The misinterpretation of relation as union has led both eastern and western mystics to make union with God a goal in itself and to turn away from the responsibility of the I for the Thou. To seek consciously to become a saint, or attain ‘union,’ as is advocated by some modern mystics, (See for example the writings of Gerald Heard, in particular The Third Morality [New York: William Morrow, London: Cassell, 1937], chaps. viii-xi, Pain, Sex, and Time [New York: Harper & Brothers, London: Cassell, 1939], chaps. xi-xii, xvi; A Preface to Prayer [New York: Harper & Brothers, 1944 London: Cassell, 1945]; and The Eternal Gospel [New York: Harper & Brothers 1946, London: Cassell, 1948, chap. xi]) is to abandon oneself to the world of It -- the world of conscious aims and purposes supported by a collection of means, such as spiritual exercises, abstinence, and recollection. Greater for us than this ‘phenomenon of the brink,’ writes Buber, is ‘the central reality of the everyday hour on earth, with a streak of sun on a maple twig and the glimpse of the eternal Thou.’ (I and Thou, op. cit., p.87 f.) Reality is to be found not in the pure and lasting but in the whole of man, not in ecstasy beyond the world of the senses but in the hallowing of the everyday.

We may know remoteness from God, but we do not know the absence of God, for ‘it is we only who are not always there.’ ‘Every real relation in the world is consummated in the interchange of actual and potential being, but in pure relation -- in the relation of man to God -- potential is still actual being. It is only our nature that compels us to draw the Eternal Thou into the world and the talk of It. By virtue of this great privilege of pure relation there exists the unbroken world of Thou which binds up the isolated moments of relation in a life of world solidarity.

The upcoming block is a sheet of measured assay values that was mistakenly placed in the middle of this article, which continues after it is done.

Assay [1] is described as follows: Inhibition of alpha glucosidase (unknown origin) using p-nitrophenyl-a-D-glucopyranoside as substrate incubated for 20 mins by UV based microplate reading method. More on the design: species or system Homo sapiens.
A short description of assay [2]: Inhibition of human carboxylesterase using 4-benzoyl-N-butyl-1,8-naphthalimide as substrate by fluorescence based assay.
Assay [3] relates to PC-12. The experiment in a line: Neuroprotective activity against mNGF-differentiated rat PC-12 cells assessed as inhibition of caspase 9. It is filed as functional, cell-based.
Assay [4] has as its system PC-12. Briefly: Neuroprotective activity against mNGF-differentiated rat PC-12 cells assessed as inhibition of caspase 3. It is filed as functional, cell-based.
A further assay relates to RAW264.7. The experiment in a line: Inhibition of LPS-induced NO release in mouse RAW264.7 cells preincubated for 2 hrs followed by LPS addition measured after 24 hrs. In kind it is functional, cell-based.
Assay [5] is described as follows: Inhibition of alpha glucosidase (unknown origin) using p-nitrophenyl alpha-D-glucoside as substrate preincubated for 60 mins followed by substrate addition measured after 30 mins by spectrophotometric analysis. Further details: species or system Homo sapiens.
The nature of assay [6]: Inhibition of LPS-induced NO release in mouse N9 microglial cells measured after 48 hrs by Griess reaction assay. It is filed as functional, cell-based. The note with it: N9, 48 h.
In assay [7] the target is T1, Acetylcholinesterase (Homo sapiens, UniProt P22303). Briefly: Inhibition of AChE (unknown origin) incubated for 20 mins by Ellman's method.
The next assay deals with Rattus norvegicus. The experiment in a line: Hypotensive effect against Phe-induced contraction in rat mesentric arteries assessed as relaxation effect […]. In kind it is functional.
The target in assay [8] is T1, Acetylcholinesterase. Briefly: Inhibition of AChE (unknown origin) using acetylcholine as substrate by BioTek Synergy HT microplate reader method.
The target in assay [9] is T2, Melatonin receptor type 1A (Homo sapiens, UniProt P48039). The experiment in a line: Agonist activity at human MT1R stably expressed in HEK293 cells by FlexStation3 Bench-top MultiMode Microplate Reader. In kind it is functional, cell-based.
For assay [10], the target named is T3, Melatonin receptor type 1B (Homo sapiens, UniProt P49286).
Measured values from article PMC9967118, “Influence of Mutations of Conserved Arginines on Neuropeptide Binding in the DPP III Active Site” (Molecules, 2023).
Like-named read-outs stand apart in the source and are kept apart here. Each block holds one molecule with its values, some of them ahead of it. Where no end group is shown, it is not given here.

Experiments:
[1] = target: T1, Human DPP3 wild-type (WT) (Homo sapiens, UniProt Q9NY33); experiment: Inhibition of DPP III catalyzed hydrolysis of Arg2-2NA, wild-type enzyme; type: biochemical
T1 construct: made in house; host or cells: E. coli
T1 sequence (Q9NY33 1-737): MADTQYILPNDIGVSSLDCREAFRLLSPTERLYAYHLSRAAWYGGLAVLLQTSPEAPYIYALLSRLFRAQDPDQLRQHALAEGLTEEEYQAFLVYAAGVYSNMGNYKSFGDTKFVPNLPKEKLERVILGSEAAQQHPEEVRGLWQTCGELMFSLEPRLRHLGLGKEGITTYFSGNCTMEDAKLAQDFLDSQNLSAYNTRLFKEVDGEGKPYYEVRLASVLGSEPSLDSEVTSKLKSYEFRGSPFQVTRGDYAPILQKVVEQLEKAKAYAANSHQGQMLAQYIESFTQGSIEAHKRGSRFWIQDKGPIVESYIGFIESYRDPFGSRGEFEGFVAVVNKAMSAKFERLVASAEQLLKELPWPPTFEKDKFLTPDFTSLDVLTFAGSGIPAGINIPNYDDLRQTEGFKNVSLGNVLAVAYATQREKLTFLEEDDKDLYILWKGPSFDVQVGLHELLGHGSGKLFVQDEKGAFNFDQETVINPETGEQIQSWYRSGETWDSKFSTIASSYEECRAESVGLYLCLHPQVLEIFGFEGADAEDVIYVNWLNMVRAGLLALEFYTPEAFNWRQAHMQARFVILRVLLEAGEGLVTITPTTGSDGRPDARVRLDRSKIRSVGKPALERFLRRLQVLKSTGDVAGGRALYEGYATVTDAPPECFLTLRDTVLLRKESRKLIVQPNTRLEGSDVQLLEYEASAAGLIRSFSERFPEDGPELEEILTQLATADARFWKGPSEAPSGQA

By virtue of this privilege . . . spirit can penetrate and transform the world of It. By virtue of this privilege we are not given up to alienation from the world and the loss of reality by the I -- to domination by the ghostly. Turning is the recognition of the Centre and the act of turning again to it. In this act of the being the buried relational power of man rises again, the wave that carries all the sphere of relation swells in living streams to give new life to our world.’ (Ibid p. 98 ff.)

It is this unbroken world of Thou which assures us that relation can never fall apart into complete duality, that evil can never become radically real and absolute. Without this limit to the reality of evil we would have no assurance that I-It can become I-Thou, that men and cultures can turn back to God in the fundamental act of reversal, the teshavah. Without this limit the world of It would be evil in itself and incapable of being redeemed. Buber describes the relation of the world to what is not the world as a

double movement, of estrangement from the primal Source, in virtue of which the universe is sustained in the process of becoming, and of turning toward the primal Source, in virtue of which the universe is released in being.... Both parts of this movement develop, fraught with destiny, in time, and are compassed by grace in the timeless creation that is, incomprehensibly, at once emancipation and preservation, release and binding. Our knowledge of twofold nature is silent before the paradox of the primal mystery. (Ibid., p. 100 f.)